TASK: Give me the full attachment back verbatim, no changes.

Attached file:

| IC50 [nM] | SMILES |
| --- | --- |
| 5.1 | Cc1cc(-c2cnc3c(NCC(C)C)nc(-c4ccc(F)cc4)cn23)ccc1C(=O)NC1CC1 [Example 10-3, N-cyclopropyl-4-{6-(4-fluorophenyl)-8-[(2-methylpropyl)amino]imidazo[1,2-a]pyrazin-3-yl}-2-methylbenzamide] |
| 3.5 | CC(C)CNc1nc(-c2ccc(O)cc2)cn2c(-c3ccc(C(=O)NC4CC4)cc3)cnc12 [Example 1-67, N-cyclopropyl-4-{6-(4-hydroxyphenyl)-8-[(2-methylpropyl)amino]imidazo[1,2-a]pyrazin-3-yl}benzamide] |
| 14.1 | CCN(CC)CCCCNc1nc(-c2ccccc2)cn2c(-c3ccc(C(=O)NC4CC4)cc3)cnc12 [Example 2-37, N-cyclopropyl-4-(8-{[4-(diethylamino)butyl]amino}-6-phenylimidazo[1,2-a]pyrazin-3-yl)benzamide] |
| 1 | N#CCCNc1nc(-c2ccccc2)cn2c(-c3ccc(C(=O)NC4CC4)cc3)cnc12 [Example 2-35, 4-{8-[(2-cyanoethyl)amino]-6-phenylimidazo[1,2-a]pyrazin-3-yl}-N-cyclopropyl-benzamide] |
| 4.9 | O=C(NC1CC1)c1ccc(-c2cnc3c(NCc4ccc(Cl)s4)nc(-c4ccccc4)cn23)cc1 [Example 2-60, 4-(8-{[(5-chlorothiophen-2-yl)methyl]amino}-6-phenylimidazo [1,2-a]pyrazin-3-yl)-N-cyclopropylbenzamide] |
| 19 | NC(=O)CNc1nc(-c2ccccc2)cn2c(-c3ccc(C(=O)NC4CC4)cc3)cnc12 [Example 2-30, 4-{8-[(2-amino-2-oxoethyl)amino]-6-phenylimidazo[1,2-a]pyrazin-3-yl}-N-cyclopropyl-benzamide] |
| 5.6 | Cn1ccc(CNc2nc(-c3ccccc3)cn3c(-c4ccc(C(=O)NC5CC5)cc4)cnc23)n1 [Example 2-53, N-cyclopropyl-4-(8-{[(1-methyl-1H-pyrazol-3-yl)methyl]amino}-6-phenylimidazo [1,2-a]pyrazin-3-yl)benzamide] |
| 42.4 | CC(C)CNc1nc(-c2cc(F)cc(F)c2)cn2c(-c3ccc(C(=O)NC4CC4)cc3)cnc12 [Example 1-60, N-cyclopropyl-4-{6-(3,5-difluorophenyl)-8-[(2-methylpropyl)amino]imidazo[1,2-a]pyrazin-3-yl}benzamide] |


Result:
| IC50 [nM] | SMILES |
| --- | --- |
| 5.1 | Cc1cc(-c2cnc3c(NCC(C)C)nc(-c4ccc(F)cc4)cn23)ccc1C(=O)NC1CC1 [Example 10-3, N-cyclopropyl-4-{6-(4-fluorophenyl)-8-[(2-methylpropyl)amino]imidazo[1,2-a]pyrazin-3-yl}-2-methylbenzamide] |
| 3.5 | CC(C)CNc1nc(-c2ccc(O)cc2)cn2c(-c3ccc(C(=O)NC4CC4)cc3)cnc12 [Example 1-67, N-cyclopropyl-4-{6-(4-hydroxyphenyl)-8-[(2-methylpropyl)amino]imidazo[1,2-a]pyrazin-3-yl}benzamide] |
| 14.1 | CCN(CC)CCCCNc1nc(-c2ccccc2)cn2c(-c3ccc(C(=O)NC4CC4)cc3)cnc12 [Example 2-37, N-cyclopropyl-4-(8-{[4-(diethylamino)butyl]amino}-6-phenylimidazo[1,2-a]pyrazin-3-yl)benzamide] |
| 1 | N#CCCNc1nc(-c2ccccc2)cn2c(-c3ccc(C(=O)NC4CC4)cc3)cnc12 [Example 2-35, 4-{8-[(2-cyanoethyl)amino]-6-phenylimidazo[1,2-a]pyrazin-3-yl}-N-cyclopropyl-benzamide] |
| 4.9 | O=C(NC1CC1)c1ccc(-c2cnc3c(NCc4ccc(Cl)s4)nc(-c4ccccc4)cn23)cc1 [Example 2-60, 4-(8-{[(5-chlorothiophen-2-yl)methyl]amino}-6-phenylimidazo [1,2-a]pyrazin-3-yl)-N-cyclopropylbenzamide] |
| 19 | NC(=O)CNc1nc(-c2ccccc2)cn2c(-c3ccc(C(=O)NC4CC4)cc3)cnc12 [Example 2-30, 4-{8-[(2-amino-2-oxoethyl)amino]-6-phenylimidazo[1,2-a]pyrazin-3-yl}-N-cyclopropyl-benzamide] |
| 5.6 | Cn1ccc(CNc2nc(-c3ccccc3)cn3c(-c4ccc(C(=O)NC5CC5)cc4)cnc23)n1 [Example 2-53, N-cyclopropyl-4-(8-{[(1-methyl-1H-pyrazol-3-yl)methyl]amino}-6-phenylimidazo [1,2-a]pyrazin-3-yl)benzamide] |
| 42.4 | CC(C)CNc1nc(-c2cc(F)cc(F)c2)cn2c(-c3ccc(C(=O)NC4CC4)cc3)cnc12 [Example 1-60, N-cyclopropyl-4-{6-(3,5-difluorophenyl)-8-[(2-methylpropyl)amino]imidazo[1,2-a]pyrazin-3-yl}benzamide] |